Home Cannabis 5 Party Games To Avoid When You're High On Marijuana

5 Party Games To Avoid When You’re High On Marijuana

Game nights rule. Hanging out with friends (new and old), holing up in a comfy home, and reliving those glorious days of youth, when the world seemed fun (as opposed to … well we won’t get into politics here).

Yes, game nights rule, as opposed to the movie Game Night, which looks like a hot mess. There is a reason movies open in February, you know.

Of course, a little bit of substances can help you relax and spur conversation to move the party along. Some wine, a cocktail, or some cannabis.

But just like wine has its pairings, some games work better than others in that situation. Here are five to avoid if you and your guests are passing around some herb prior to playing.

Jenga

Thought up by a Brit in the 1970s and trademarked just prior to its public debut at the London Toy Fair in 1983, current brand owner Pokonobe Associates says 2017 saw more than 80 million boxes, more than 4.3 blocks, sold around the world.

Rules are simple. Set up a tower with 54 blocks. Take turns pulling blocks out of the middle and place them on top of the tower. Until someone brings the whole thing down.

Despite a fellow Fresh Toaster disagreeing about its merits as a cannabis-friendly activity, this is not a good fit for a bunch of altered enthusiasts to try. Unless they like rebuilding falling towers. A lot. Cannabis can affect coordination and someone with a heavy buzz could take forever trying to figure out what block to move next.

Of course, there is the mellow vibe of there only being one loser — the tower collapser — and everyone else wins!

Twister

Inducted into the National Toy Hall of Fame, class of 2006, it was originally pitched as “Kings of Footsie” to a potential investor who passed (can’t imagine why) in 1964. Milton Bradley bought the concept in 1964 and (thankfully) renamed it.

Twister made its first big splash when Johnny Carson and Eva Gabor played it on “The Tonight Show” in 1966. Competitors (haters) accused MB of selling “sex in a box.”

Rules are simple. Twister mat is unfolded and players — two or three are suggested — are then told by a “referee” where to put hands and feet on what colored parts of the mat. The ref determines this by using a spinner. You fall or touch an elbow or knee to the mat, you’re out. Last one … er … standing is the winner.

It really is fun and a more-is-merrier game. But as with Jenga it relies too much on motor skills, specifically the kind of balance difficult for most people to find sober. Playing this after indulging will lead to a lot of short games.

Operation

How’s this for a bad investment? The game’s inventor was a college student at the time and sold the rights to Milton Bradley for $500 and the promise of a job after graduation. Since then, Hasbro, who currently owns the rights, estimates the franchise is worth $40 million.

The game “board,” is a patient named “Cavity Sam” with a red light bulb for a nose. Cut into him (ouch!) are hollow spaces filled with plastic baubles such as “Adam’s Apple,” “Butterflies in Stomach,” and  “Charley Horse.”

Two sets of cards are used. “Doctor” cards are shuffled and set aside. “Specialist” cards are dealt equally among the players. Players take turns drawing Doctor cards, which name a specific ailment to be removed with metal tweezers. Since Operation was one of the first board games to require batteries, the electrified board sounds a buzzer and Sam’s nose lights up if a player isn’t precise and touches the edge of the cavity that the ailment is in.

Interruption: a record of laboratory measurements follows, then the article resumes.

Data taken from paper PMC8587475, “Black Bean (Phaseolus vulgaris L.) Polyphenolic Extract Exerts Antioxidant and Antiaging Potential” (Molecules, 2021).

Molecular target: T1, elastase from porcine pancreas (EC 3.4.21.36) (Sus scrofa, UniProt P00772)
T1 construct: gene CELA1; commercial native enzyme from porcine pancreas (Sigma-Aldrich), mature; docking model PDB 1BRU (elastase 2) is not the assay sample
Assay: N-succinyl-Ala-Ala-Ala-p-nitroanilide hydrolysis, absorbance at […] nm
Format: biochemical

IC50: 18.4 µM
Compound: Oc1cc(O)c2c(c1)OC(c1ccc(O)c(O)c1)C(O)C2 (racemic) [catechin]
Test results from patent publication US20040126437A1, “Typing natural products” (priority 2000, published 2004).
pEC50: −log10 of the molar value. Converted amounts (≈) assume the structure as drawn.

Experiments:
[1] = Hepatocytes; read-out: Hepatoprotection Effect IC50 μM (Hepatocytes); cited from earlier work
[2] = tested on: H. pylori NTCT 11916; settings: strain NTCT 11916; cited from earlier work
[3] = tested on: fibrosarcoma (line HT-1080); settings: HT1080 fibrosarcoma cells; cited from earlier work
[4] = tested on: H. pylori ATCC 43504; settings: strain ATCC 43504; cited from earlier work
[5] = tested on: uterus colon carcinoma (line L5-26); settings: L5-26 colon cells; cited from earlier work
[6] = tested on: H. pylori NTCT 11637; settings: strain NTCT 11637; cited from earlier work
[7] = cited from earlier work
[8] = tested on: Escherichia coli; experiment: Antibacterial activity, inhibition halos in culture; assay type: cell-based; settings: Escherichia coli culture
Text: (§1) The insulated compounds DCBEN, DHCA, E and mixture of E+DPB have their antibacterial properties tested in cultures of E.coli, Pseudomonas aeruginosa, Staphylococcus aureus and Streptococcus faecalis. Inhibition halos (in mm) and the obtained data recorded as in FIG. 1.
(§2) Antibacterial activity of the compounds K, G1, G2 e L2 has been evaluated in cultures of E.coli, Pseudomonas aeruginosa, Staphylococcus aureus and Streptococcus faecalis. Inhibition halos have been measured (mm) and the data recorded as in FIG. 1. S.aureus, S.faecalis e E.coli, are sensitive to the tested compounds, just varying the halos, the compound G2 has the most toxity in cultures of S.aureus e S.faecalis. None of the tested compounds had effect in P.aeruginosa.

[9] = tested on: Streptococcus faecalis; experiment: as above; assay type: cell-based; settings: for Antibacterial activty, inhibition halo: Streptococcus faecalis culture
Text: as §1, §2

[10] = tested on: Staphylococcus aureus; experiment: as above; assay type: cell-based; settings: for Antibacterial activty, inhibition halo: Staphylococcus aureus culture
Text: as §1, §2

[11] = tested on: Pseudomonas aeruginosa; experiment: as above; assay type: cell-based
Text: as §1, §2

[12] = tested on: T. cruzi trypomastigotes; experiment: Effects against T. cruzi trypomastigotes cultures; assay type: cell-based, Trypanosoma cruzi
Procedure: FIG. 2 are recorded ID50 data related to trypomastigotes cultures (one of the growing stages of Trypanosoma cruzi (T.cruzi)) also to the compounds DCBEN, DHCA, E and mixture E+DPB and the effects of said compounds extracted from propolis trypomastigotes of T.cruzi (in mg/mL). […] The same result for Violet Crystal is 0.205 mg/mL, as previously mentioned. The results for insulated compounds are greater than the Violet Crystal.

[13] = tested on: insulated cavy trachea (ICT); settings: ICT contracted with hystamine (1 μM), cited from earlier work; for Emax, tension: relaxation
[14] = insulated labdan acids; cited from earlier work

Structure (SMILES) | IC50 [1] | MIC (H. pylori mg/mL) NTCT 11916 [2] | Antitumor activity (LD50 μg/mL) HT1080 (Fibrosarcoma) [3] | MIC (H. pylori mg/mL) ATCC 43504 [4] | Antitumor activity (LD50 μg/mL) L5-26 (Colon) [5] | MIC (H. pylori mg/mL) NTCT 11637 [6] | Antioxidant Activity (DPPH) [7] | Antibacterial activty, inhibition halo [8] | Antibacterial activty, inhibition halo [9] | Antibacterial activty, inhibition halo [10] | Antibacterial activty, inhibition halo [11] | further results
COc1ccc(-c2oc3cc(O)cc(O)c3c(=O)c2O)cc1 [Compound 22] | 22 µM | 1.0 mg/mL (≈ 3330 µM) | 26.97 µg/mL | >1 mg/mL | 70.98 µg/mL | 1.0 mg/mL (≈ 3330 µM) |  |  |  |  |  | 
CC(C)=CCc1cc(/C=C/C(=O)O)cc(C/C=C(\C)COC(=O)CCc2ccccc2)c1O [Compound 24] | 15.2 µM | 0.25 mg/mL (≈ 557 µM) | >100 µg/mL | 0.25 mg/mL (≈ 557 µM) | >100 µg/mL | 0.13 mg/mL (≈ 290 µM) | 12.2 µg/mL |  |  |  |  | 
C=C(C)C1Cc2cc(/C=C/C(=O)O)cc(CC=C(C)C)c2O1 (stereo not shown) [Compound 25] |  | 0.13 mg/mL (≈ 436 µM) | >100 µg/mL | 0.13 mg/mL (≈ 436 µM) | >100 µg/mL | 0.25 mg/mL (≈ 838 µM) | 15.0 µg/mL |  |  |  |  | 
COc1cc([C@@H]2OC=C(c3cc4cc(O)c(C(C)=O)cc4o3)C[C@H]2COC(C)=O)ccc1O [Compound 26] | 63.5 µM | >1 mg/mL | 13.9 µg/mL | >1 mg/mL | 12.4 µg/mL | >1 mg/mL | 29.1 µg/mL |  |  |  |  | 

If the doctor is buzzed the specialist gets a chance. Each ailment is assigned a cash value for successful completion. Richest player at the end wins.

Sure, being on cannabis and watching someone buzz out as Sam’s nose glows is fun. But again, motor skills. There will likely be a lot of short games. Bring extra batteries and make sure your malpractice insurance is paid in full.

An updated “Star Wars” edition was released to coincide with “The Force Awakens” in  2015. Surgery is performed on BB-8. A previous edition had used R2-D2.

Yahtzee

Possibly as old as dice, it was first sold as Yatzie in the early 1940s, and can trace its lineage back to numerous rolling-the-bones games. According to current rights owner Hasbro, 50 million games are sold each year.

Players take turns rolling six dice.The roller then has two more chances to roll all or some of the dice, filling out categories such as three of a kind with twos where the player would take the sum of the final roll where three or more dice are showing two. If a player can’t fill out a category, they must cross a category out and pass the dice to the next player. The game ends when all players can no longer roll due to all categories being filled and/or crossed out.

The winner is determined by adding up the scores from each category. High score wins.

This is great for involving a lot of people. But we’ve seen people fret over strategy and have trouble with math before they indulge. A strong buzz will only compound the problem. Maybe a modified card that has five more “Chance” categories would speed things along.

Stoner City

A cousin of Monopoly that evidently managed to stay just this side of infringement, the tokens are all bongs, the houses and hotels are plants, and a police car moves in the opposite direction of the players and if it lands on one occupied, that player is arrested.

It’s dumb and having something like this in your place will make you seem like a caricature. Who wants to be that?

Plus, if you buy it on Amazon the thing costs $78! Cannabis enthusiasts can certainly find better recreational uses for the money.

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